As talks to repeal and replace Obamacare permeate the halls of Capitol Hill, many have inquired to the effectiveness of a single payer system and the costs that might be reflected in insurance premiums. Yet one doctor, Linnea Meyer, may have found a compromising solution to either political spectrum in the form of direct primary care, removing tertiary parties within the healthcare system and allocating resources towards patient care. In Dr. Meyer’s humble primary-care office in downtown Boston, there isn’t a waiting room, an office staff or even insurance claims to file. Instead, patients pay Dr. Meyer a monthly fee for her primary care service, ranging between $25 and $125 a month
According to Meyer,” getting that third-party payer out of the room frees me up to focus on patient care.” In doing so, Dr. Meyer is able to disregard cumbersome restrictions that impede her practice and burden her under obscene regulatory costs. Later stating that “this kind of practice is why I went into medicine, and that feels so good.” This small but growing movement of physicians deciding to bypass insurance companies and charge patients on a revolving monthly basis has emerged as a viable alternative to high premiums.
Though this process is similar to concierge medicine it is far more affordable to the consumer and significantly less costly for the doctor: According to the Direct Primary Care Journal, the average monthly fee for direct primary care is $25 to $85; compared to $100 or more a month for concierge practices that also charge patients for routine visits. In addition, concierge practices often cost as much as $25,000 a year, with an emphasis on affluent baby boomers in high-cost urban areas. In relation, direct-primary-care practices span the scale from small, independent offices like Dr. Meyer’s to multistate networks that occupy vast regions; with some working with employers and insurers to expand health care options for patients.
In spite of this, less than 2% of the nation’s 900,000 licensed physicians are involved in a direct primary, though some argue that the model has potential to grow within a free market system as proposed by congressional republicans in both the House and Senate. Tom Price, the new Health, and Human Services secretary introduced legislation which called for replacing the Affordable Care Act with tax-credit-funded health savings accounts. As it stands, the IRS prohibits using HSA funds to pay direct-care membership fees, yet this might soon change as bills to lift that prohibition have been introduced in both the House and Senate.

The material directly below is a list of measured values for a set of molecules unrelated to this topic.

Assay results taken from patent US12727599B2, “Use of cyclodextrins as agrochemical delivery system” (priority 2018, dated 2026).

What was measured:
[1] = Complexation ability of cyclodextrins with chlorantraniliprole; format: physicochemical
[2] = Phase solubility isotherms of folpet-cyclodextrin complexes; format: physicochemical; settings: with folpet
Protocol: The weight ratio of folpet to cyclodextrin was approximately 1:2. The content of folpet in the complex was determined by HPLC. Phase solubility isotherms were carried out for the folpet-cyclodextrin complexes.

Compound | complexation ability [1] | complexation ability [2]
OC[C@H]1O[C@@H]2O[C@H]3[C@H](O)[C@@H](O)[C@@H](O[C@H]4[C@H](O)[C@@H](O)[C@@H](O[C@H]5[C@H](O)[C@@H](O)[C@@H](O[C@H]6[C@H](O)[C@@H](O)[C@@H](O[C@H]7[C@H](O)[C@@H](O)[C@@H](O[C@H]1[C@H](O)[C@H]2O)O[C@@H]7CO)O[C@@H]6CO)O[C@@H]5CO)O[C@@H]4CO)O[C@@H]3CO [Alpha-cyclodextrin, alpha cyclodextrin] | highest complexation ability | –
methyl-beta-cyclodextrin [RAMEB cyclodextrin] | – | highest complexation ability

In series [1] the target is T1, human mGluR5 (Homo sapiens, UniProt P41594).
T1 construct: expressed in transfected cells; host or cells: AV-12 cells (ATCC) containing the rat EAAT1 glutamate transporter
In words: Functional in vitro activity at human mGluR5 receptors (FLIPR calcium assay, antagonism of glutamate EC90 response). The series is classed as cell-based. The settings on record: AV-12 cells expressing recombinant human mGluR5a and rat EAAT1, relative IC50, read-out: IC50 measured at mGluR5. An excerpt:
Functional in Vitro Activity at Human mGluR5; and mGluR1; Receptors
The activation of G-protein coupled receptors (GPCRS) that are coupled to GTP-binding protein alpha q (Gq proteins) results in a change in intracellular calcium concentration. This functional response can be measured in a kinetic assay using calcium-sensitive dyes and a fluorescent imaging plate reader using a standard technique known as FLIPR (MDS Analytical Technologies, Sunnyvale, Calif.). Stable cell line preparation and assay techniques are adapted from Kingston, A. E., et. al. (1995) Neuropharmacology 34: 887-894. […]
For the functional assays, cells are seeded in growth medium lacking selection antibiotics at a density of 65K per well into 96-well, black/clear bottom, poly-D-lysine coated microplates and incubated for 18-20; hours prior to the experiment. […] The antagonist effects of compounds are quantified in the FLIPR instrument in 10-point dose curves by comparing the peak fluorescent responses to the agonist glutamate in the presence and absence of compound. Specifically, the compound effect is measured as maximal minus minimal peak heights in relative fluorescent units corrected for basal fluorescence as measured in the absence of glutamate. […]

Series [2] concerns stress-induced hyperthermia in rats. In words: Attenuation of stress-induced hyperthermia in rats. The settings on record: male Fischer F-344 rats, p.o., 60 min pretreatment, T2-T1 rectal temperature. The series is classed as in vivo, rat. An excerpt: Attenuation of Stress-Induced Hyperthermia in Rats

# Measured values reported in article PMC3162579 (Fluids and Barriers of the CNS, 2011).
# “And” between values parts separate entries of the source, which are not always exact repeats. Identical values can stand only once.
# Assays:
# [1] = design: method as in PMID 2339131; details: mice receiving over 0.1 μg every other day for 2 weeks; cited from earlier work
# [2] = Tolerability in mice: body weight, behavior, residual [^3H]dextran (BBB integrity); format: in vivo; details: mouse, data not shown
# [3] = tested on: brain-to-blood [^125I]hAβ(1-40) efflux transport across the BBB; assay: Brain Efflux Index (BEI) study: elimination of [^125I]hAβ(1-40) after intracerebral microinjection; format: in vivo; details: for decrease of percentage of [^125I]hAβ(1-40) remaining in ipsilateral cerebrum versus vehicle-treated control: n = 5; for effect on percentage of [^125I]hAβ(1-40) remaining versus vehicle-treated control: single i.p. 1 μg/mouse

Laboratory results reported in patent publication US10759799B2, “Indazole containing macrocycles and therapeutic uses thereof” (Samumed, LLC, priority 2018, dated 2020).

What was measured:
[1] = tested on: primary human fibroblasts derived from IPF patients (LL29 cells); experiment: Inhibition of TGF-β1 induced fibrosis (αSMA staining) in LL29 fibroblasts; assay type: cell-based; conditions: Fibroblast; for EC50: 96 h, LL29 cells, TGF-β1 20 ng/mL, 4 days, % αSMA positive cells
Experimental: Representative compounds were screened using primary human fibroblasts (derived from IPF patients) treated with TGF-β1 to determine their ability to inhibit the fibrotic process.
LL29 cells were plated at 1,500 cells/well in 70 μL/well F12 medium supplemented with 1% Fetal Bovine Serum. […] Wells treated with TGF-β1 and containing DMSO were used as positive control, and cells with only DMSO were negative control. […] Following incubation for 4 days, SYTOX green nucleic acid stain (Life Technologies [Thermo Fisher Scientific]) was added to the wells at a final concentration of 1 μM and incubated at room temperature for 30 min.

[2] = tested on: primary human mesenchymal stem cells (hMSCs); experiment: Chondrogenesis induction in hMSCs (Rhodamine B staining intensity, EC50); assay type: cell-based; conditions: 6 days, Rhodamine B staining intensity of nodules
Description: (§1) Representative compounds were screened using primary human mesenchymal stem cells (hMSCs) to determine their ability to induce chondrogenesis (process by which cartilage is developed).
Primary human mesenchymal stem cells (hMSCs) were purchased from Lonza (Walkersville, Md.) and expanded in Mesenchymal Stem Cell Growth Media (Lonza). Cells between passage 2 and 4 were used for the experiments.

Furthermore, the American Academy of Family Physicians supports direct-pay systems, highlighting the inefficiency and subpar service received by patients within traditional single-payer systems. In a statement, John Meigs, the group’s president, noted that “patient satisfaction goes up, physician satisfaction goes up, quality goes up and costs go down because you don’t have to prove it to Uncle Sam or an insurance company.” Doctors have even expressed support for the system, as it provides a steady income stream from memberships fees while creating a more personal relationship between patient and physician. As Terry Ann Scriven, a direct-primary-care doctor said, “I’ve cared for eight patients today and it’s only 11 a.m., but I haven’t seen any of them in the office because they didn’t need to be seen.”
Yet while primary care service would be orchestrated through one’s primary physician, patients in direct-primary-care practices still need insurance to cover hospitalizations and other costly services. But with their primary-care needs covered, they can choose high-deductible plans with lower premiums. Josh Maibor of North Attleborough, Mass., says the $60 a month that he and his wife each pay Dr. Cunningham for unlimited care “is less than we’d pay in copays for a single visit.”
Not to mention, a direct-primary-care model may work particularly well for patients with complex medical conditions who need careful monitoring and help coordinating multiple specialists; as the massive cost that occurs as a result of reported checkups may be curved as a result of paying a flat fee initially. Overall, the practice appears to be rising in demand amongst physicians, and possess an inherent ability to complement Republicans and their agenda to reform health care.